(1) the possibility of prejudice to the plaintiff, (2) the merits of plaintiff's substantive claim, (3) the sufficiency of the complaint, (4) the sum of money at stake in the action[, ] (5) the possibility of a dispute concerning material facts[, ] (6) whether the default was due to excusable neglect, and (7) the strong policy underlying the Federal Rules of Civil Procedure favoring decisions on the merits.

Eitel v. McCool , 782 F.2d 1470, 1471-72 (9th Cir. 1986). Default judgments are ordinarily disfavored. Id. at 1472.

As a general rule, once default is entered, well-pleaded factual allegations in the operative complaint are taken as true, except for those allegations relating to damages. TeleVideo Sys., Inc. v. Heidenthal , 826 F.2d 915, 917-18 (9th Cir. 1987) (per curiam) (citing Geddes v. United Fin. Group , 559 F.2d 557, 560 (9th Cir. 1977) (per curiam)); accord Fair Housing of Marin v. Combs , 285 F.3d 899, 906 (9th Cir. 2002). In addition, although well-pleaded allegations in the complaint are admitted by a defendant's failure to respond, "necessary facts not contained in the pleadings, and claims which are legally insufficient, are not established by default." Cripps v. Life Ins. Co. of N. Am. , 980 F.2d 1261, 1267 (9th Cir. 1992) (citing Danning v. Lavine , 572 F.2d 1386, 1388 (9th Cir. 1978)); accord DIRECTV, Inc. v. Hoa Huynh , 503 F.3d 847, 854 (9th Cir. 2007) (stating that a defendant does not admit facts that are not well-pled or conclusions of law); Abney v. Alameida , 334 F.Supp.2d 1221, 1235 (S.D. Cal. 2004) ("[A] default judgment may not be entered on a legally insufficient claim."). A party's default conclusively establishes that party's liability, but it does not establish the amount of damages. Geddes , 559 F.2d at 560.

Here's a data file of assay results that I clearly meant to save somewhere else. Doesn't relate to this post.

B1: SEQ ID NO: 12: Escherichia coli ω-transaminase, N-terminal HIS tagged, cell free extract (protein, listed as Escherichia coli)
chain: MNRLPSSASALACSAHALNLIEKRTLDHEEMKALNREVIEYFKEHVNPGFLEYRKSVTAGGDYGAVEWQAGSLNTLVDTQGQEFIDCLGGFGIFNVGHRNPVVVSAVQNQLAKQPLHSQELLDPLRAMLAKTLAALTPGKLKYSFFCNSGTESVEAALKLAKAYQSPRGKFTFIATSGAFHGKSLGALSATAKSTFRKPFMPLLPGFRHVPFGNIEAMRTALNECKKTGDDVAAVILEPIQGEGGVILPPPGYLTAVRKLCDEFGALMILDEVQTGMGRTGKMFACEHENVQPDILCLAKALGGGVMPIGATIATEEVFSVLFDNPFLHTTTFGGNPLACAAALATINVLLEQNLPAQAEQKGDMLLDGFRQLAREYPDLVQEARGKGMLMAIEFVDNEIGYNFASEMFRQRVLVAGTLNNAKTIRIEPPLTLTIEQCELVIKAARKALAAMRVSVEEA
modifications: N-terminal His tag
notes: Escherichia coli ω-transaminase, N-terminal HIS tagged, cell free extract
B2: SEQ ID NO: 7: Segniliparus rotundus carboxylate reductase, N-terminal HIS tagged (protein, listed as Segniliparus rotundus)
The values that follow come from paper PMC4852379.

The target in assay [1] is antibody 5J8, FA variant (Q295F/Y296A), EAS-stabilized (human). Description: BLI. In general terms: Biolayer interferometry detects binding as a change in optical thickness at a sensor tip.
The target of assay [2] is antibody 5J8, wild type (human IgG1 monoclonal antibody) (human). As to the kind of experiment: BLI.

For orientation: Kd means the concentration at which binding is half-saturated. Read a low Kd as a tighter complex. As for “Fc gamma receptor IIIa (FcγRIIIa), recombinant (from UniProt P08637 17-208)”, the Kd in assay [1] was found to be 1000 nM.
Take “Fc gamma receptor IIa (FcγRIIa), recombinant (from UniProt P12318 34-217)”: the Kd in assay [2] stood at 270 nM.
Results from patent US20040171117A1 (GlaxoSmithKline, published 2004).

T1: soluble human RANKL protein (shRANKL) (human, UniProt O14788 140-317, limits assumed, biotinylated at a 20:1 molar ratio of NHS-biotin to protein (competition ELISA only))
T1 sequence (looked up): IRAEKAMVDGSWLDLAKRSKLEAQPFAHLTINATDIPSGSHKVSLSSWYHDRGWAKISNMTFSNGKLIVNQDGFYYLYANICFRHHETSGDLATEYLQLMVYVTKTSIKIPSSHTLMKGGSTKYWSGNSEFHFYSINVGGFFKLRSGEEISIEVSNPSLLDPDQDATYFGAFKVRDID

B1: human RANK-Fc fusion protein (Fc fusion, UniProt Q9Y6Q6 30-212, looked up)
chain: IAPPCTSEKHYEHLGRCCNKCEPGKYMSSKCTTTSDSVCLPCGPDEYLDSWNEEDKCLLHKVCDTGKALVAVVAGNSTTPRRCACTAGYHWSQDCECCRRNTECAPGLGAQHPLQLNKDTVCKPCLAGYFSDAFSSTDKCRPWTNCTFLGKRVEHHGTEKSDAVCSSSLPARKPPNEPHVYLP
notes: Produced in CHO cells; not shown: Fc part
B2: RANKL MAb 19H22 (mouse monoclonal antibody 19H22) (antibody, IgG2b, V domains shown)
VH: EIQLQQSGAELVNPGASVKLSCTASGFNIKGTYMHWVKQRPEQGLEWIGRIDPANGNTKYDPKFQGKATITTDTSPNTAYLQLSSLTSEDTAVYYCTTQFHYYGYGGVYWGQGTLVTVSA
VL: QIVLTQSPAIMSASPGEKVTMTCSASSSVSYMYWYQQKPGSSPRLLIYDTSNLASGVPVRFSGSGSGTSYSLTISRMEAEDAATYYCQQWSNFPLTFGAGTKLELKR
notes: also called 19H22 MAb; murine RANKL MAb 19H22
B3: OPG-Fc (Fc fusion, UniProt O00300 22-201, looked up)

III. DISCUSSION

A. Appropriateness of the Entry of Default Judgment Under ...